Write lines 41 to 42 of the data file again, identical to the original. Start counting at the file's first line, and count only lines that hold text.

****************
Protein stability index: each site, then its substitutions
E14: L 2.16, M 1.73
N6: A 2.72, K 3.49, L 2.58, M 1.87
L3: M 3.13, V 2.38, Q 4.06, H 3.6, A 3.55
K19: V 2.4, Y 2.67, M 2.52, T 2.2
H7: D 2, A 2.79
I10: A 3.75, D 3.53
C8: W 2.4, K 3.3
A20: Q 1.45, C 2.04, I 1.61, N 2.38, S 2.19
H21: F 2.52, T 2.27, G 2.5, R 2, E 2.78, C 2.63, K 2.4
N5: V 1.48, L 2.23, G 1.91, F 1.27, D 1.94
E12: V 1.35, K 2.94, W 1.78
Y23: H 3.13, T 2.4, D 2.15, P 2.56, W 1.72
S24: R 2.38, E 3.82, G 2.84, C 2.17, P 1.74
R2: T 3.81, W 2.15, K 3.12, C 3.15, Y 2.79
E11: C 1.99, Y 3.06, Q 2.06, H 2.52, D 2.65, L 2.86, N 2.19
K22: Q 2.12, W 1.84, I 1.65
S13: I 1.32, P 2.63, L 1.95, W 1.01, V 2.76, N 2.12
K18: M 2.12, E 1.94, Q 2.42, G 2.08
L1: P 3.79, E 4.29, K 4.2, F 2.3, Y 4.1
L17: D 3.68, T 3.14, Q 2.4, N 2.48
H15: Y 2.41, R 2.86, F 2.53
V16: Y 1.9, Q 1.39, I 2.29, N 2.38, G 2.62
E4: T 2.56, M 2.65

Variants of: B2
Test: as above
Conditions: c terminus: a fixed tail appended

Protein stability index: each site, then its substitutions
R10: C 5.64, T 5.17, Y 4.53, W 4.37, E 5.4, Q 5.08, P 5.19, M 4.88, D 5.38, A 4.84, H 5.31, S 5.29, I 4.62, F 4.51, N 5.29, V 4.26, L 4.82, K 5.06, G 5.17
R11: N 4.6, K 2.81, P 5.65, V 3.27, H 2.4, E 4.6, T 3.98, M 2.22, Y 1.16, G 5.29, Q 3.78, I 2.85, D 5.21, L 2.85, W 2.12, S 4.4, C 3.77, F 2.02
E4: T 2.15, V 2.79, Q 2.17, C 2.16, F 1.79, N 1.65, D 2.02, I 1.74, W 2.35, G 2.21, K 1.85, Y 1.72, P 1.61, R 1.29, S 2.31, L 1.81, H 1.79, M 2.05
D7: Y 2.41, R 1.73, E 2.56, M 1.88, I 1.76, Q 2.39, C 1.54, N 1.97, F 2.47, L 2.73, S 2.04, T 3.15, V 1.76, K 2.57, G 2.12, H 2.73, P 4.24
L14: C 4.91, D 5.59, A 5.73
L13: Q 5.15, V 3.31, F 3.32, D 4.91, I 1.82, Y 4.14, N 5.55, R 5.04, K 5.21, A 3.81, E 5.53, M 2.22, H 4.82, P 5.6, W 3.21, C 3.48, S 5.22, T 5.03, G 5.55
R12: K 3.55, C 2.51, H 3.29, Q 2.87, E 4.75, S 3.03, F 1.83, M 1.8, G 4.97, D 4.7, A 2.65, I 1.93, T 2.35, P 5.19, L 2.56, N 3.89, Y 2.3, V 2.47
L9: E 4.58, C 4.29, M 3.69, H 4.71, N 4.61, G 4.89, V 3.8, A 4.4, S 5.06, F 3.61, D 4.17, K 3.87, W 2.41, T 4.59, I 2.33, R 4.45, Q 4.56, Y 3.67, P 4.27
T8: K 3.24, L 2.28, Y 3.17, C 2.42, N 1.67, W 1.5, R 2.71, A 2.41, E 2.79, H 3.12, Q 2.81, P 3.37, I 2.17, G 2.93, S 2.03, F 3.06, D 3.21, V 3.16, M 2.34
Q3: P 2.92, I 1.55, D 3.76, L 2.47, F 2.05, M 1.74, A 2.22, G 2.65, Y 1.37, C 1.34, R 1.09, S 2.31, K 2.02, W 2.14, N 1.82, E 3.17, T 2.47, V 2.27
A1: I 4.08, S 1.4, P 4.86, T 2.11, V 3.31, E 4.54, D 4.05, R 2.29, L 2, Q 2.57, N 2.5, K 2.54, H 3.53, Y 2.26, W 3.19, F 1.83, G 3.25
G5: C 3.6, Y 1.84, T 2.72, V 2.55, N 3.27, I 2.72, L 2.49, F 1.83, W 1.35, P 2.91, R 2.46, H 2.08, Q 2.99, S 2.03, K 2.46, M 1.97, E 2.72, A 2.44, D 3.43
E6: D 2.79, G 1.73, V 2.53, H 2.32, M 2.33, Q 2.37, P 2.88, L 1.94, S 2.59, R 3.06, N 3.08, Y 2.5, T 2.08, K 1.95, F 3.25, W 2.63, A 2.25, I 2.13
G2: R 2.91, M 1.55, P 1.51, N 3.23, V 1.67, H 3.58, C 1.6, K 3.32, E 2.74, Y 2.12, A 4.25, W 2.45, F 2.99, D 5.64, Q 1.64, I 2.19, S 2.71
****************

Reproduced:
E6: D 2.79, G 1.73, V 2.53, H 2.32, M 2.33, Q 2.37, P 2.88, L 1.94, S 2.59, R 3.06, N 3.08, Y 2.5, T 2.08, K 1.95, F 3.25, W 2.63, A 2.25, I 2.13
G2: R 2.91, M 1.55, P 1.51, N 3.23, V 1.67, H 3.58, C 1.6, K 3.32, E 2.74, Y 2.12, A 4.25, W 2.45, F 2.99, D 5.64, Q 1.64, I 2.19, S 2.71